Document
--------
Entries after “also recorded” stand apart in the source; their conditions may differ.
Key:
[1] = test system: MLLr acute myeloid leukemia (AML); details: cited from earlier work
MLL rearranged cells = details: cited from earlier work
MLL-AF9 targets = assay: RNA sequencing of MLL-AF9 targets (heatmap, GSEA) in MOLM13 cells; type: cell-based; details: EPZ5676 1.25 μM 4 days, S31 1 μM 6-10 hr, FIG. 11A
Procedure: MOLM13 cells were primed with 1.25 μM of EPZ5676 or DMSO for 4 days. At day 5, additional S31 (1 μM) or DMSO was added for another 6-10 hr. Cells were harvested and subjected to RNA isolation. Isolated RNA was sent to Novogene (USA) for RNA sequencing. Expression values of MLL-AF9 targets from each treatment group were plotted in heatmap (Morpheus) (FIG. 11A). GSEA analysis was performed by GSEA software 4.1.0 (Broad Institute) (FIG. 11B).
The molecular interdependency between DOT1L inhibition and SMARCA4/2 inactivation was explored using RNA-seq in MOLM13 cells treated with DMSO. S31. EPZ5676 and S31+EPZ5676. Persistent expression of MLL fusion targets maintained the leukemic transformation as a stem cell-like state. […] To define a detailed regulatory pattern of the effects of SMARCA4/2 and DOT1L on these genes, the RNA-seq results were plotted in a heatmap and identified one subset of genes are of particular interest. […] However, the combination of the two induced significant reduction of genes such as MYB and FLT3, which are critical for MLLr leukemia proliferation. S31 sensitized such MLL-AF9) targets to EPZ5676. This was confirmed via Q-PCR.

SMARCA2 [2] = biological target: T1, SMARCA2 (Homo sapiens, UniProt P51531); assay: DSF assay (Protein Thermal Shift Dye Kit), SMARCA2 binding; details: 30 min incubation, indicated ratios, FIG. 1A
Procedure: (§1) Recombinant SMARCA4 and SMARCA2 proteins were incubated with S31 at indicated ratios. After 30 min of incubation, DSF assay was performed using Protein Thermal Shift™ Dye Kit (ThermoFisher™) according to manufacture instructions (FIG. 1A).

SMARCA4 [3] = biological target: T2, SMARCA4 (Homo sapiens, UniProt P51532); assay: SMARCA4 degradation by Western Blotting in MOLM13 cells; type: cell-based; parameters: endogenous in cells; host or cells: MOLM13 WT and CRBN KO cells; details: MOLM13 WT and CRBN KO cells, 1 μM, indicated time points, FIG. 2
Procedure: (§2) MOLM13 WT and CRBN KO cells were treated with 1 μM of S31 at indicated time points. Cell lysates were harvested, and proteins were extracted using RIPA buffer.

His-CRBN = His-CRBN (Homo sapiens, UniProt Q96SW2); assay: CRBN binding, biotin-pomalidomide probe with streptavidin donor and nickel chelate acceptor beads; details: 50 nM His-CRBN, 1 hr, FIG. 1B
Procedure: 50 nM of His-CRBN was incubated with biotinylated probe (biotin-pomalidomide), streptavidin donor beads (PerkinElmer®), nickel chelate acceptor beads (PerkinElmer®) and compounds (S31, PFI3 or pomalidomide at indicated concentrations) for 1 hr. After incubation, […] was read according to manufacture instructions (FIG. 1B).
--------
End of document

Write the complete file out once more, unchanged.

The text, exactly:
Entries after “also recorded” stand apart in the source; their conditions may differ.
Key:
[1] = test system: MLLr acute myeloid leukemia (AML); details: cited from earlier work
MLL rearranged cells = details: cited from earlier work
MLL-AF9 targets = assay: RNA sequencing of MLL-AF9 targets (heatmap, GSEA) in MOLM13 cells; type: cell-based; details: EPZ5676 1.25 μM 4 days, S31 1 μM 6-10 hr, FIG. 11A
Procedure: MOLM13 cells were primed with 1.25 μM of EPZ5676 or DMSO for 4 days. At day 5, additional S31 (1 μM) or DMSO was added for another 6-10 hr. Cells were harvested and subjected to RNA isolation. Isolated RNA was sent to Novogene (USA) for RNA sequencing. Expression values of MLL-AF9 targets from each treatment group were plotted in heatmap (Morpheus) (FIG. 11A). GSEA analysis was performed by GSEA software 4.1.0 (Broad Institute) (FIG. 11B).
The molecular interdependency between DOT1L inhibition and SMARCA4/2 inactivation was explored using RNA-seq in MOLM13 cells treated with DMSO. S31. EPZ5676 and S31+EPZ5676. Persistent expression of MLL fusion targets maintained the leukemic transformation as a stem cell-like state. […] To define a detailed regulatory pattern of the effects of SMARCA4/2 and DOT1L on these genes, the RNA-seq results were plotted in a heatmap and identified one subset of genes are of particular interest. […] However, the combination of the two induced significant reduction of genes such as MYB and FLT3, which are critical for MLLr leukemia proliferation. S31 sensitized such MLL-AF9) targets to EPZ5676. This was confirmed via Q-PCR.

SMARCA2 [2] = biological target: T1, SMARCA2 (Homo sapiens, UniProt P51531); assay: DSF assay (Protein Thermal Shift Dye Kit), SMARCA2 binding; details: 30 min incubation, indicated ratios, FIG. 1A
Procedure: (§1) Recombinant SMARCA4 and SMARCA2 proteins were incubated with S31 at indicated ratios. After 30 min of incubation, DSF assay was performed using Protein Thermal Shift™ Dye Kit (ThermoFisher™) according to manufacture instructions (FIG. 1A).

SMARCA4 [3] = biological target: T2, SMARCA4 (Homo sapiens, UniProt P51532); assay: SMARCA4 degradation by Western Blotting in MOLM13 cells; type: cell-based; parameters: endogenous in cells; host or cells: MOLM13 WT and CRBN KO cells; details: MOLM13 WT and CRBN KO cells, 1 μM, indicated time points, FIG. 2
Procedure: (§2) MOLM13 WT and CRBN KO cells were treated with 1 μM of S31 at indicated time points. Cell lysates were harvested, and proteins were extracted using RIPA buffer.

His-CRBN = His-CRBN (Homo sapiens, UniProt Q96SW2); assay: CRBN binding, biotin-pomalidomide probe with streptavidin donor and nickel chelate acceptor beads; details: 50 nM His-CRBN, 1 hr, FIG. 1B
Procedure: 50 nM of His-CRBN was incubated with biotinylated probe (biotin-pomalidomide), streptavidin donor beads (PerkinElmer®), nickel chelate acceptor beads (PerkinElmer®) and compounds (S31, PFI3 or pomalidomide at indicated concentrations) for 1 hr. After incubation, […] was read according to manufacture instructions (FIG. 1B).